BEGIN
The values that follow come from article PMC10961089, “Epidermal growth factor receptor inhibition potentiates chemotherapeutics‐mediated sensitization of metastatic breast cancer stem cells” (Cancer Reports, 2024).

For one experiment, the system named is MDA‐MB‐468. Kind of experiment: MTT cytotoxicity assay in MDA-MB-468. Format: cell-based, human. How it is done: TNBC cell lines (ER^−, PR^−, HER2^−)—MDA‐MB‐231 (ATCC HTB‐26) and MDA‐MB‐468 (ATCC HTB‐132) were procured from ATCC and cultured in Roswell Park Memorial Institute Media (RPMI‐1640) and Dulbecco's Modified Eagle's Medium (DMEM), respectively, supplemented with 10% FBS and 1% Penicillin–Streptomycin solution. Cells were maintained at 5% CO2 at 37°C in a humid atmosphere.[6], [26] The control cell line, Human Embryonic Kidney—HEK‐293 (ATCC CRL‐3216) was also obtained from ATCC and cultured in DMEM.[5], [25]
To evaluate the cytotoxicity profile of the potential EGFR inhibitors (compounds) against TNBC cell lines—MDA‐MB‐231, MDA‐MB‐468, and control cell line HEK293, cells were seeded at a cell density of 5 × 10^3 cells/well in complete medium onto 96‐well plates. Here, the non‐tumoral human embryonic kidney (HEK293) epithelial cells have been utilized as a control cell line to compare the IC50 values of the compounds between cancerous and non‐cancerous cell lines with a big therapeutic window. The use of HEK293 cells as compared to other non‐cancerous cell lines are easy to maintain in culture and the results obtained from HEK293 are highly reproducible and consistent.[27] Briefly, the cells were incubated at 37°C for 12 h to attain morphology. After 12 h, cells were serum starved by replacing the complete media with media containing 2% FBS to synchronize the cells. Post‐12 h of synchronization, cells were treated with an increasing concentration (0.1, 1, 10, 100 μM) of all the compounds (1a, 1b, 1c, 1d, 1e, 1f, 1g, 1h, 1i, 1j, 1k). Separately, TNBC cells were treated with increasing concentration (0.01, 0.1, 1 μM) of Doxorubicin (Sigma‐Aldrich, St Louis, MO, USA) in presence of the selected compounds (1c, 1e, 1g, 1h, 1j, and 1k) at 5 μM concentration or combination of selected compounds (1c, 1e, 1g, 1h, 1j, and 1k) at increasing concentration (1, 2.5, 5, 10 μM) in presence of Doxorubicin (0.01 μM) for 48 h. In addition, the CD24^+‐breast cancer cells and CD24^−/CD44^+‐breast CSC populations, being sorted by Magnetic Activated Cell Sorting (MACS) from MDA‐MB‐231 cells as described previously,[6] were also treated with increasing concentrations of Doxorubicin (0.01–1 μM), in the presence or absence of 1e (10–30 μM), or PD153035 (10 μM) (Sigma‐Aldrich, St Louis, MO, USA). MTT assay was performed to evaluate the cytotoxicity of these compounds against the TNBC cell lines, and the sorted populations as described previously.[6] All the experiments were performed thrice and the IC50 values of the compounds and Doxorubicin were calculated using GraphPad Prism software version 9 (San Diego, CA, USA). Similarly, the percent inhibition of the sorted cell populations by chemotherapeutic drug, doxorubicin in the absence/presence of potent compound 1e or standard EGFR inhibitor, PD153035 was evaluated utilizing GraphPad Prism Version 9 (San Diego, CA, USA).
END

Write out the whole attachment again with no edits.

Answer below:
The values that follow come from article PMC10961089, “Epidermal growth factor receptor inhibition potentiates chemotherapeutics‐mediated sensitization of metastatic breast cancer stem cells” (Cancer Reports, 2024).

For one experiment, the system named is MDA‐MB‐468. Kind of experiment: MTT cytotoxicity assay in MDA-MB-468. Format: cell-based, human. How it is done: TNBC cell lines (ER^−, PR^−, HER2^−)—MDA‐MB‐231 (ATCC HTB‐26) and MDA‐MB‐468 (ATCC HTB‐132) were procured from ATCC and cultured in Roswell Park Memorial Institute Media (RPMI‐1640) and Dulbecco's Modified Eagle's Medium (DMEM), respectively, supplemented with 10% FBS and 1% Penicillin–Streptomycin solution. Cells were maintained at 5% CO2 at 37°C in a humid atmosphere.[6], [26] The control cell line, Human Embryonic Kidney—HEK‐293 (ATCC CRL‐3216) was also obtained from ATCC and cultured in DMEM.[5], [25]
To evaluate the cytotoxicity profile of the potential EGFR inhibitors (compounds) against TNBC cell lines—MDA‐MB‐231, MDA‐MB‐468, and control cell line HEK293, cells were seeded at a cell density of 5 × 10^3 cells/well in complete medium onto 96‐well plates. Here, the non‐tumoral human embryonic kidney (HEK293) epithelial cells have been utilized as a control cell line to compare the IC50 values of the compounds between cancerous and non‐cancerous cell lines with a big therapeutic window. The use of HEK293 cells as compared to other non‐cancerous cell lines are easy to maintain in culture and the results obtained from HEK293 are highly reproducible and consistent.[27] Briefly, the cells were incubated at 37°C for 12 h to attain morphology. After 12 h, cells were serum starved by replacing the complete media with media containing 2% FBS to synchronize the cells. Post‐12 h of synchronization, cells were treated with an increasing concentration (0.1, 1, 10, 100 μM) of all the compounds (1a, 1b, 1c, 1d, 1e, 1f, 1g, 1h, 1i, 1j, 1k). Separately, TNBC cells were treated with increasing concentration (0.01, 0.1, 1 μM) of Doxorubicin (Sigma‐Aldrich, St Louis, MO, USA) in presence of the selected compounds (1c, 1e, 1g, 1h, 1j, and 1k) at 5 μM concentration or combination of selected compounds (1c, 1e, 1g, 1h, 1j, and 1k) at increasing concentration (1, 2.5, 5, 10 μM) in presence of Doxorubicin (0.01 μM) for 48 h. In addition, the CD24^+‐breast cancer cells and CD24^−/CD44^+‐breast CSC populations, being sorted by Magnetic Activated Cell Sorting (MACS) from MDA‐MB‐231 cells as described previously,[6] were also treated with increasing concentrations of Doxorubicin (0.01–1 μM), in the presence or absence of 1e (10–30 μM), or PD153035 (10 μM) (Sigma‐Aldrich, St Louis, MO, USA). MTT assay was performed to evaluate the cytotoxicity of these compounds against the TNBC cell lines, and the sorted populations as described previously.[6] All the experiments were performed thrice and the IC50 values of the compounds and Doxorubicin were calculated using GraphPad Prism software version 9 (San Diego, CA, USA). Similarly, the percent inhibition of the sorted cell populations by chemotherapeutic drug, doxorubicin in the absence/presence of potent compound 1e or standard EGFR inhibitor, PD153035 was evaluated utilizing GraphPad Prism Version 9 (San Diego, CA, USA).